HARDCOVER; 163 P TRANS. EILA PENNANEN WSOY, 1991 SOURCE: FROM THE LIBRARY
Disclaimer: This book has, unfortunately, not been translated into English. Thus all the excerpts here have been translated by yours truly.
Kitty raised her hand and asked in a baby voice: Teacher, teacher! Can we play the game where one goes outside and then the rest tell the truth? – No, she is not inebriated, Eva thought to herself. She’s upset. What am I to do now..?
Tove Jansson explores the complicated games and relationships between people in her short story collection Letters from Klara and Other Stories. In her stories a group of middle-aged women try to regain their youthful vigor in a class reunion, and a young art student runs away from people without ever connecting with them. The eponymous short story, Letters from Klara, showcases the vast variety of different relationships and how a simple letter can reveal so much not only of the sender, but also of the receiver.
Letters to Klara and Other Stories is Tove Jansson’s second to last short story collection, and it was published in 1991. In a way this book could also be considered as her last original collection as her final book – The Winter Book – is more of a combination of previously published short stories along with a few unpublished ones. As I mentioned in my Tove100 update, I wanted to delve into Jansson’s later works, and it definitely paid off. Not to say that her earlier works are in anyway inferior, but this collection truly displayed Jansson’s talent of writing refined stories. The plethora of different characters in different stages of life displays Jansson’s writing at its best.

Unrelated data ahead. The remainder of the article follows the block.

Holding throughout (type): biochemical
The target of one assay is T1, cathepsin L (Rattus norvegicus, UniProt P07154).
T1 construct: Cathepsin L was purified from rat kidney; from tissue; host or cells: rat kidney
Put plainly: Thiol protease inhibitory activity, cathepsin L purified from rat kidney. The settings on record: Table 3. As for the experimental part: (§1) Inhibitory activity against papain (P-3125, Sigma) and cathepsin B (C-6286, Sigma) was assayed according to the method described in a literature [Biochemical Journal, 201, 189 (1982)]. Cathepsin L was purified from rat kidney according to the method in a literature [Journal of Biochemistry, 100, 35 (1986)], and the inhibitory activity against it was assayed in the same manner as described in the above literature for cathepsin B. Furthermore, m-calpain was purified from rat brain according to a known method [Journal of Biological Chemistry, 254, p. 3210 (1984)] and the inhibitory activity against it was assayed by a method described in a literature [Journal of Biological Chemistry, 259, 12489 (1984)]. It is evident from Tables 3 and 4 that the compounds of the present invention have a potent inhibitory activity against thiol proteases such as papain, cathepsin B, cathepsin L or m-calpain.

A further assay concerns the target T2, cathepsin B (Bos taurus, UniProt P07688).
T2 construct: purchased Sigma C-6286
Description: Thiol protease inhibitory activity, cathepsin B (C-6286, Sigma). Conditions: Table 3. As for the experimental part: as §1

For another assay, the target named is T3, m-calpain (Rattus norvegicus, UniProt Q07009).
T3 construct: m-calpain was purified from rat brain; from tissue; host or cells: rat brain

Letters to Klara and Other Stories contains an interesting mixture of characters ranging from stubborn independent child (not unlike Sophia in The Summer Book) to middle-aged men to elderly people who’ve seen and experienced it all. Reading the short stories, I could see connections to her previous works and I think Letters to Klara and Other Stories summed up many of the great qualities of Jansson’s writing. My favourite short stories must have been In the summer, Pirate rum, Lily pond and Trip to Riviera. However, there were some that did not resonate with me as much as the others. I’ve noticed that this is fairly common in the case of short story collections, and it definitely makes rating them harder. On one hand, I want to rate the stories I loved high, but one the other hand, I have to look at the collection as one entity.
All in all, I adore Jansson’s writing, her insights to life and relationships, as well as the life experience that is translated to the pages of her novels. Her writing and the stories all appear so easy and genuine. I’d definitely recommend this as one of my favourite Tove Jansson short story collections so far. Such a shame it hasn’t been translated.